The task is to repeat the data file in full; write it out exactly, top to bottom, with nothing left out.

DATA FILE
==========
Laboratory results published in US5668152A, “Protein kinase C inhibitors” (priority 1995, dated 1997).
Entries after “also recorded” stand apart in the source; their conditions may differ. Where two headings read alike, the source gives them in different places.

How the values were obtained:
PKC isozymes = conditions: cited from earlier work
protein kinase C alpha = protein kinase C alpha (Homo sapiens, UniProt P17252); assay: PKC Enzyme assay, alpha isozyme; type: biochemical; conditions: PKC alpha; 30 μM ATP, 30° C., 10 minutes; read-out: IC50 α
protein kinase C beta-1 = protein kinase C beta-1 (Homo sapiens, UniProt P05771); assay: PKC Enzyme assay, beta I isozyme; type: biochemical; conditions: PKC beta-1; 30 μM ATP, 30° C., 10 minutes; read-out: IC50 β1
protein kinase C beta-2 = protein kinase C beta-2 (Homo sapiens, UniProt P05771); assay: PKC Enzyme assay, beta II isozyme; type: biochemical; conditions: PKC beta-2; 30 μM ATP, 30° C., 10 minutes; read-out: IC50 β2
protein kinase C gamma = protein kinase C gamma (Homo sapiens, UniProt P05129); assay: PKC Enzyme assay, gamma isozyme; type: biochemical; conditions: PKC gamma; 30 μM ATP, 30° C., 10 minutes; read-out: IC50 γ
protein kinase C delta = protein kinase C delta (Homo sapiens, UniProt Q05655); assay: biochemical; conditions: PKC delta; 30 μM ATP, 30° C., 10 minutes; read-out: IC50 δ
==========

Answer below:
Laboratory results published in US5668152A, “Protein kinase C inhibitors” (priority 1995, dated 1997).
Entries after “also recorded” stand apart in the source; their conditions may differ. Where two headings read alike, the source gives them in different places.

How the values were obtained:
PKC isozymes = conditions: cited from earlier work
protein kinase C alpha = protein kinase C alpha (Homo sapiens, UniProt P17252); assay: PKC Enzyme assay, alpha isozyme; type: biochemical; conditions: PKC alpha; 30 μM ATP, 30° C., 10 minutes; read-out: IC50 α
protein kinase C beta-1 = protein kinase C beta-1 (Homo sapiens, UniProt P05771); assay: PKC Enzyme assay, beta I isozyme; type: biochemical; conditions: PKC beta-1; 30 μM ATP, 30° C., 10 minutes; read-out: IC50 β1
protein kinase C beta-2 = protein kinase C beta-2 (Homo sapiens, UniProt P05771); assay: PKC Enzyme assay, beta II isozyme; type: biochemical; conditions: PKC beta-2; 30 μM ATP, 30° C., 10 minutes; read-out: IC50 β2
protein kinase C gamma = protein kinase C gamma (Homo sapiens, UniProt P05129); assay: PKC Enzyme assay, gamma isozyme; type: biochemical; conditions: PKC gamma; 30 μM ATP, 30° C., 10 minutes; read-out: IC50 γ
protein kinase C delta = protein kinase C delta (Homo sapiens, UniProt Q05655); assay: biochemical; conditions: PKC delta; 30 μM ATP, 30° C., 10 minutes; read-out: IC50 δ